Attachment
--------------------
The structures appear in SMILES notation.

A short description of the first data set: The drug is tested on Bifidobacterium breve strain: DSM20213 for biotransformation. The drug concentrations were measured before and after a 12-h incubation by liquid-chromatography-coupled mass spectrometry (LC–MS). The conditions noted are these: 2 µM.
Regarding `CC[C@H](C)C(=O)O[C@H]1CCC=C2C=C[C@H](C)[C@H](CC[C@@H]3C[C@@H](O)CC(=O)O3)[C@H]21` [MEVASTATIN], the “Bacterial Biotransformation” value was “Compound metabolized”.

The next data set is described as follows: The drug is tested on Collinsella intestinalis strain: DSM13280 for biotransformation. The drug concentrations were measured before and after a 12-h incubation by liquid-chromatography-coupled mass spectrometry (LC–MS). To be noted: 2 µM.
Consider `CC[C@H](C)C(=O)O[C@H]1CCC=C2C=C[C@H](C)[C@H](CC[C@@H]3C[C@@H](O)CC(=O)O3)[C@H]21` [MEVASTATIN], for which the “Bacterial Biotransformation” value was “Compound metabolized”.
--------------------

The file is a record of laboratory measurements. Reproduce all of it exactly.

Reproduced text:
The structures appear in SMILES notation.

A short description of the first data set: The drug is tested on Bifidobacterium breve strain: DSM20213 for biotransformation. The drug concentrations were measured before and after a 12-h incubation by liquid-chromatography-coupled mass spectrometry (LC–MS). The conditions noted are these: 2 µM.
Regarding `CC[C@H](C)C(=O)O[C@H]1CCC=C2C=C[C@H](C)[C@H](CC[C@@H]3C[C@@H](O)CC(=O)O3)[C@H]21` [MEVASTATIN], the “Bacterial Biotransformation” value was “Compound metabolized”.

The next data set is described as follows: The drug is tested on Collinsella intestinalis strain: DSM13280 for biotransformation. The drug concentrations were measured before and after a 12-h incubation by liquid-chromatography-coupled mass spectrometry (LC–MS). To be noted: 2 µM.
Consider `CC[C@H](C)C(=O)O[C@H]1CCC=C2C=C[C@H](C)[C@H](CC[C@@H]3C[C@@H](O)CC(=O)O3)[C@H]21` [MEVASTATIN], for which the “Bacterial Biotransformation” value was “Compound metabolized”.